And yes, he is paraphrasing Bertrand Russell when he advises his future self that “hate is always foolish…an’ love, is always wise”. Ten points to anyone who spotted that.
Number Twelfth, your time is up! The Doctor regenerates and as the norm nowadays blows up the TARDIS as he turns into the Thirteenth Doctor.
A woman! He is a she! And, and, and it doesn’t really matter. The Doctor lives, that is what matters.
The new Doctor takes a look at her appearance and utters the immortal words, “Chuffin’ ‘eck! There is trouble down t’TARDIS!”
The TARDIS, utterly knackered by all this gender-bending regeneration stuff, decides to throw the Doctor out of the TARDIS.
Some people made snide comments about women drivers when the Thirteenth Doctor fell out of the TARDIS. To which I would remind them about the Tenth Doctor crashing into a building after her regenerated. Also remember a certain Eleventh Doctor likewise falling out of his TARDIS post-regeneration? Yeah. Pish-posh, chauvinists!
Our last image is of the now female Doctor falling into the title sequence of Eastenders.
Phew! All done. So what did I think of the episode?
Peter Capaldi gives a final performance (for the time being) as the Doctor. I have to say that I loved every moment he spent on the screen. If this is to be his last time, I am glad that this story was a fitting end to his Doctor. I did think his speech at the end was a little long-winded but I also loved it as well. I will miss the attack eyebrows.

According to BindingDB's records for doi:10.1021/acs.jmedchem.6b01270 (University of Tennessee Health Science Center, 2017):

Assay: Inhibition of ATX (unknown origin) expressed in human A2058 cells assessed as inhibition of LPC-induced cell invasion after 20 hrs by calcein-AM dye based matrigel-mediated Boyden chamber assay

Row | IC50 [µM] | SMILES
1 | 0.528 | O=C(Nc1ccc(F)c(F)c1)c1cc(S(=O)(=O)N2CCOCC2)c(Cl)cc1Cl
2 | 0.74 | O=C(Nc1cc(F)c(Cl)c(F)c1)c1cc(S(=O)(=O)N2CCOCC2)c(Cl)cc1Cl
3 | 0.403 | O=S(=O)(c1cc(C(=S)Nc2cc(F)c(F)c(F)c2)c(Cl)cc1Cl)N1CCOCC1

David Bradley is an excellent First Doctor although I found his more sexist moments to be… Not off but they did throw me out of the story a little. I could happily watch a series with him as the Doctor, so that is a good thing. His performance wasn’t Hartnellish but it had odd flavours of him which I appreciated a lot.
Bill Potts returns. A version of her returns. Played by Pearl Mackie, she is still everything that I loved about her character. Even when we see parts of her turn to glass, she isn’t sinister whatsoever.
Mark Gatiss as Archie Lethbridge-Stewart. I think I can say, hand on hearts, that this is the most humane role that he has had on the show or on any other show that he has been in. I really got a sense of who this man was, what made him tick. I can only hope that Archie returns.
Helen Clay. Her name suggests moulding people out of clay. An apt name given that she is making glass avatars? Possibly. Played by Nikki Amuka-Bird, she never really gets beyond being cryptic and mysterious and made out of glass. But with an epsiode that has to deal with a regeneration, I guess some things fall to the sides.
Jenna Coleman was alright too. Just a cameo and she performs it well. Nothing more to be said.
Lastly Jodie Whittaker as the Thirteenth Doctor. We only get to see her briefly but I was really excited by her appearance. That moment when Twelve’s ring falls off her finger was brilliant and a nod to the ring scene in Power of the Daleks. Too little to really comment on her but I can say this: I think she may be exceedingly good in the part.
I enjoyed how Moffat gets away with Bradley’s appearance. Apparently if aTime Lord tries to hold off their regeneration their features get a little muddled. Although this didn’t happen to the Tenth Doctor or the Twelfth Doctor. Oh well…
I could say so much more about this episode but really all I have to say is this: watch it for yourself. It was a great story even if it lacked a major alien threat.
I cannot wait to see more of the Thirteenthy Doctor.